Last October during our soybean harvest, I ventured to town with my tractor-trailer with a load destined for our local elevator. It was windy, cold, and overcast and of all the things to worry about, flies or mosquitoes were down the list quite a ways.
But as I pulled to the back of the line, I could see a group of farmers swatting. They were swatting first their chests, then the sides of their vests, then their jeans in the front and then their jeans on the backside. If just one of them had been doing it I might have thought of the term the old timers used and called them teched (as in, he was teched in the head, meaning a bit unstable mentally) (I think they meant "touched").
What were these folks doing? It looked much like a training exercise for future major league third base coaches. ("Okay men, the steal sign will be 5 touches to the body, but only after I've first touched my hat.")
What could these folks be doing? I got out of the truck to investigate but on my arrival to the party, everything seemed normal. After a few minutes talking about the local farmers who had made some "public" mistakes during harvest - like who hit a tree with their unloading auger or how that truck on the county road had landed on its side while turning into the field or who had pulled the unload switch on the combine when they meant to hit the "auger swing out" switch instead and left 50 bushels of beans strung in a line, right by the side of the busiest blacktop in the county.
Well they weren't talking about me this time so I was feeling pretty smug when the swatting mystery was solved right before my eyes.
One person's cell phone rang and everyone started swatting at their bodies in search of their own phone. It looked like a group of TSA airport agents in training. It is indeed a problem for farmers because where their phone is, depends on how they are dressed and what job they've been doing. If they have on vests or sweaters or jackets or coveralls, the phone could be anywhere. And believe me, it could be hard to get to. No one recognizes their own phone when it rings because we all learned a long time ago that we can have a different ring for each person who calls us and so there could be someone whistling or my wife is calling. A band is playing a jazzy little tune on the radio or my buddy from Colorado is calling. A doorbell is ringing in this tractor cab or one of my sons from Lincoln is calling.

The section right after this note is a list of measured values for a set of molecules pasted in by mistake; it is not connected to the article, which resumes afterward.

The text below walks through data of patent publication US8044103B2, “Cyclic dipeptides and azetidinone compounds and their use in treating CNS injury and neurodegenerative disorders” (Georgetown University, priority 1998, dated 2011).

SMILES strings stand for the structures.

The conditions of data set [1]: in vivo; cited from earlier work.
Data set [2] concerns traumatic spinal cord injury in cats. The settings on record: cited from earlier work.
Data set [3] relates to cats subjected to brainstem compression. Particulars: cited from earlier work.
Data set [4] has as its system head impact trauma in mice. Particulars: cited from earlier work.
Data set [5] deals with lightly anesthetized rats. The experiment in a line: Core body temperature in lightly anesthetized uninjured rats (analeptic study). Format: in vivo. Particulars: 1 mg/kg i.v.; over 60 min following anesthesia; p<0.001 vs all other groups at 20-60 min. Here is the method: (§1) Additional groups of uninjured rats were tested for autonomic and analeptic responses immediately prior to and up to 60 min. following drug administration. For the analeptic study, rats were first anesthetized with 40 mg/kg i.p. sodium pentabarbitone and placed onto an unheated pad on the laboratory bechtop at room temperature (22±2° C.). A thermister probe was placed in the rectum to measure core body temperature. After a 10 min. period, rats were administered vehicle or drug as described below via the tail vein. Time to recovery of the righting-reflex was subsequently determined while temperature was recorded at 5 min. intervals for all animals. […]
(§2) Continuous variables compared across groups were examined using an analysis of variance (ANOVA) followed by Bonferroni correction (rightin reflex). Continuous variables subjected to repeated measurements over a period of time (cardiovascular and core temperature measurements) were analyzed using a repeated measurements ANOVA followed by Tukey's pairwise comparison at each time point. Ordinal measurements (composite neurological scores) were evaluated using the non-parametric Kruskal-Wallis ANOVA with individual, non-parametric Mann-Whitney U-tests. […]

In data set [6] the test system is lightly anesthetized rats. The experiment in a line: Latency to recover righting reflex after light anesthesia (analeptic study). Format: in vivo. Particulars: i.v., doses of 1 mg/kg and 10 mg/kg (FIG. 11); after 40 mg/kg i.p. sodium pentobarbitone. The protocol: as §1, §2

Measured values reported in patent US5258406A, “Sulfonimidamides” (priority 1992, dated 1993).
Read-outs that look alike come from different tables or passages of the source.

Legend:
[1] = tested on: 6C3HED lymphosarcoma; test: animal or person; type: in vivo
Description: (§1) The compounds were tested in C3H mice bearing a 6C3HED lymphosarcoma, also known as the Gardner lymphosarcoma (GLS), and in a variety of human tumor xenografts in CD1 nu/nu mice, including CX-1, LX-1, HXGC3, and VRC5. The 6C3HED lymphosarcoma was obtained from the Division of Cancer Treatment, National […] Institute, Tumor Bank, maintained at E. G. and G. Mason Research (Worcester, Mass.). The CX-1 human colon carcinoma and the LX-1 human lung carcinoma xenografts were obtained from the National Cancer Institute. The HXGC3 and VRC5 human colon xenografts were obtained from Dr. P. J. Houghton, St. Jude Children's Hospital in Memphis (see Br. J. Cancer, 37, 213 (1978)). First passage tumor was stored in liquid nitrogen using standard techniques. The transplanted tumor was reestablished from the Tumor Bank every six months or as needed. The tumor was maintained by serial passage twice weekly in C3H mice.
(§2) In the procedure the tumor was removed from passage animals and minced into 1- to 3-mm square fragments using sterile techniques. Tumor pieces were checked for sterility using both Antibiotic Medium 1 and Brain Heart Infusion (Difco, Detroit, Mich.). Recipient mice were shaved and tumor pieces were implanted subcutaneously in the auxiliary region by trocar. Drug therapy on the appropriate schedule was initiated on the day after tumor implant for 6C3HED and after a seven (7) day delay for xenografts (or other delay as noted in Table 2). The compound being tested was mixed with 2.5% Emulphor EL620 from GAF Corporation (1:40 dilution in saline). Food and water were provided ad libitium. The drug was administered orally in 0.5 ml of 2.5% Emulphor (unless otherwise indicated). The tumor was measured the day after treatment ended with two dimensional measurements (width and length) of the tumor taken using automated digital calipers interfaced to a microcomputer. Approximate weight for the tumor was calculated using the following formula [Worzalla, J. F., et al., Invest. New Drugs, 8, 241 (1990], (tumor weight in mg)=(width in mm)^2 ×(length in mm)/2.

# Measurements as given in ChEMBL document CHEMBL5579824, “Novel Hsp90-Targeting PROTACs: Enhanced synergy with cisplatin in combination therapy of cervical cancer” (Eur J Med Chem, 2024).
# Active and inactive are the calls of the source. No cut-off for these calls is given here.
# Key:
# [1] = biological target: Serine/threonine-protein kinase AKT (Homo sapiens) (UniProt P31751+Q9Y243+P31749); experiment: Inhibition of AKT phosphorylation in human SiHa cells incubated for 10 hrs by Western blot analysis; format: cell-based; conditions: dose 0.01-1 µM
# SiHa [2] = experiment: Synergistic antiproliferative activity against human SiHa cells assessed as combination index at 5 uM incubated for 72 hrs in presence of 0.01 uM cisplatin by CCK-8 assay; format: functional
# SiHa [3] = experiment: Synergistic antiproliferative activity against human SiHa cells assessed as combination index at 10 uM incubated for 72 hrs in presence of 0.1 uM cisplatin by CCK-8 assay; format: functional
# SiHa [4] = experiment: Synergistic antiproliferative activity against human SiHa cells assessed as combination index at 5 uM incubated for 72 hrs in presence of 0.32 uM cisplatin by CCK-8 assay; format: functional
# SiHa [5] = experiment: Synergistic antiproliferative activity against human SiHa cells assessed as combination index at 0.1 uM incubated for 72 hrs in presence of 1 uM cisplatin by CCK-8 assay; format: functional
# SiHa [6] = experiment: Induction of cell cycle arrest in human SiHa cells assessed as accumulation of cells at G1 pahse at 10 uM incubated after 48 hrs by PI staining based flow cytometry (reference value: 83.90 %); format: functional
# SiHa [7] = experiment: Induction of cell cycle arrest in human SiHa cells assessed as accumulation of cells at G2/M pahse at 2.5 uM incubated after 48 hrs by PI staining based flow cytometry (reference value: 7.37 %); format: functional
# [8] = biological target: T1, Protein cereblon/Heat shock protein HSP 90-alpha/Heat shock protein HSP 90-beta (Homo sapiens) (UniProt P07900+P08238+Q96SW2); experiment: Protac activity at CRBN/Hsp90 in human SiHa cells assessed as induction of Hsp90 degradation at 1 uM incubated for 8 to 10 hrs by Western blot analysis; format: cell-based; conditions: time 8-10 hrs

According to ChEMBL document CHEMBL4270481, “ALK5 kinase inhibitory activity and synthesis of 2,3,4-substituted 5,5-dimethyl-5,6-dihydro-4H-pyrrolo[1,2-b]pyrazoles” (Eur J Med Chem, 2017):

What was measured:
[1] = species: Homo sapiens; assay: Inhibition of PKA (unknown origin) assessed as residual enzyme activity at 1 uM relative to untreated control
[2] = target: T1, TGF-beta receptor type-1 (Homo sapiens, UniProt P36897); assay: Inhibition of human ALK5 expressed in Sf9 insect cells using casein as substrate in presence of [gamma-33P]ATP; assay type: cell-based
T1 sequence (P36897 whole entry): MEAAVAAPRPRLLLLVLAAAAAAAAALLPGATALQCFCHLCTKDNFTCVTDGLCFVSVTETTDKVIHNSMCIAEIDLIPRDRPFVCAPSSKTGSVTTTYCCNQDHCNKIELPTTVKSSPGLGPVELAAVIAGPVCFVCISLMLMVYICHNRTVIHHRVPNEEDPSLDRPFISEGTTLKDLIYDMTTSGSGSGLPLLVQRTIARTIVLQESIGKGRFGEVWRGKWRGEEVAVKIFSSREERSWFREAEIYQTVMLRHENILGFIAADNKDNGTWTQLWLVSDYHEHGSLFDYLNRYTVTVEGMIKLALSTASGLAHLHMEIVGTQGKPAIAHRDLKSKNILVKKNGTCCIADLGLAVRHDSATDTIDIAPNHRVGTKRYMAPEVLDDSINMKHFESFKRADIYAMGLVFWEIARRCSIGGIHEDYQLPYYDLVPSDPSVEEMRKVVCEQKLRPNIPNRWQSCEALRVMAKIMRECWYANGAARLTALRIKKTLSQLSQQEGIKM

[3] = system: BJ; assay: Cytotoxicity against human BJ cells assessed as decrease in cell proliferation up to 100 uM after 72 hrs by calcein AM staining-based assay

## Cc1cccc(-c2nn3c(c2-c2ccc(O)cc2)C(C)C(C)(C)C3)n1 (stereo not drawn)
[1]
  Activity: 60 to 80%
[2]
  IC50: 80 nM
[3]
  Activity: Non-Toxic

I've even been known to be driving down the road in my pickup while moving my hand around the dash trying to stop that incessant buzzing noise emanating from deep inside my gauge cluster, only to realize my phone is set on vibrate and is sitting in plain sight on my dash, and that my wife is calling wondering why I won't ever answer my phone. The short answer is that I couldn't hear it ringing. Because, well, technically it wasn't ringing.
Most meetings I go to have attendees seated at tables spread with note pads, calendars and their cell phones. If just one of those cell phones rings because it hadn't been put on the silent setting, everyone else picks up their own phone. It gives the appearance that they are doing the only polite thing and checking to make sure their own phone won't ring. In reality they've picked up their phone to check for text messages. I can only imagine how disconcerting it is to try to speak to a group preoccupied with their phones.
Old guys who have lost some of their hearing are particularly vulnerable to cell phone problems. More than once I've had someone interrupt a conversation we were having by saying, "Is that you." I answer, "You mean, am I me?" "I sure am." Next they ask, "Is that your phone that's ringing." I start swatting myself.
I'm not sure we're making upward progress in this technology arena, but at least we're busy. Give me a call sometime. I may answer but only after a quick pat search.